Back to reality: Day 1 of self-isolation
The story so far:
Our hero, fresh from his brave running away from the epicentre of a virus, tail firmly between his legs, has made it home to the bosom of his family, the Ottawackers. He, while probably under the influence of Rioja at the moment of making it, has decided to self-isolate in the basement of his house for 14 days. Not even the cats are allowed down. So far, so good.
Camera pans to then zooms in on hero, sat hunched over his laptop, facing the wall.
So here I am, on Day 1. And what a day. Crisp and glorious on the outside. I awake at 6 and start on the mountain of laundry, detecting immediately Mrs. Ottawacker’s plan during my expected five-week departure: leave everything till the day before he is due home and then take it to the laundry. My sudden return has caught her in flagrante delicto.
Not too bad so far. Keeping busy, mustn’t grumble, etc. Phone call from Pat O’Node, keen Irish observer of the blog, confirming I am home well and telling me I am missing nothing by being in the basement. My godson turns 18 on Thursday. Plans having to be postponed. Fortunately, my godson is stoic and balanced. If plans for my 18th had been put on ice, I’d have never recovered.
Request from Ottawacker Jr. Since I am here, could I make myself useful and read him a story. Yes, is the response, what do you want. The Hobbit is his reply. I read that to you just before I left – we finished the day before, 12 days ago. Okay, he says. Is there another hobbit story. No, I answer, somewhat untruthfully. You said, he says, there was another story that came after The Hobbit and so there was no need to be scared about what the dragon might do. Have you any idea how long that story is, I ask, unhopefully? No, he says, also not entirely truthfully, since I had shown him the enormous paperback version of The Lord of the Rings during a moment of misguided largesse. Our hero has many of those.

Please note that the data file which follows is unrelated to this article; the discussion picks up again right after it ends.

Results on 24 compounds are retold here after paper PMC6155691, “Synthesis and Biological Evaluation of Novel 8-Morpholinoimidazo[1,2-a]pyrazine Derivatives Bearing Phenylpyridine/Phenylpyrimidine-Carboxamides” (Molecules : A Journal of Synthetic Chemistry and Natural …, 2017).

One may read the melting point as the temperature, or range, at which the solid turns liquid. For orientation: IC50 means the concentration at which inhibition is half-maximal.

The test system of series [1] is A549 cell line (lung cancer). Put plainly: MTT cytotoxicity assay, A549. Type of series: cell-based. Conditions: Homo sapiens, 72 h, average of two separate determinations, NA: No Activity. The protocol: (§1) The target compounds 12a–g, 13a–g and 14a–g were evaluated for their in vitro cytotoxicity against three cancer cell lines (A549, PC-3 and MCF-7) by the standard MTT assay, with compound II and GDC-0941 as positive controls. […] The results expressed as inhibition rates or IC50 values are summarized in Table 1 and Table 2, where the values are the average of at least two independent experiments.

So, we started The Lord of the Rings. He, now just turned 7, may be at least 9 by the time we finish it. I am seated on a chair on the small landing twixt basement, chez moi, and the kitchen, chez lui. There is, as Air Canada would mandate, a six-foot distance between us – actually more. He’s hungry. So am I. Can we have a picnic while you read to me? Yes, of course. Get some cushions from the sofa. So, Mrs. Ottawacker, who is interrupting to ask questions about when the laundry will be ready, is called into service to make tea and toast and whatever the hobbits are having to celebrate Bilbo’s eleventy-first birthday.
Then, a break. More laundry. They go out to kick a ball around. I catch up on emails and blips. Shall I work while I am down here or shall I write? The eternal question.
Only 13.5 more days to go until the seal is broken and I can arise, Tutankhamun-like from my basement tomb.
A discovery. More frightening than the time I found the spider on the pillow. There is no whisky in the house. Worse, there is only one bottle of wine in what is laughingly called my cellar. Then, a solution: LCBO delivers.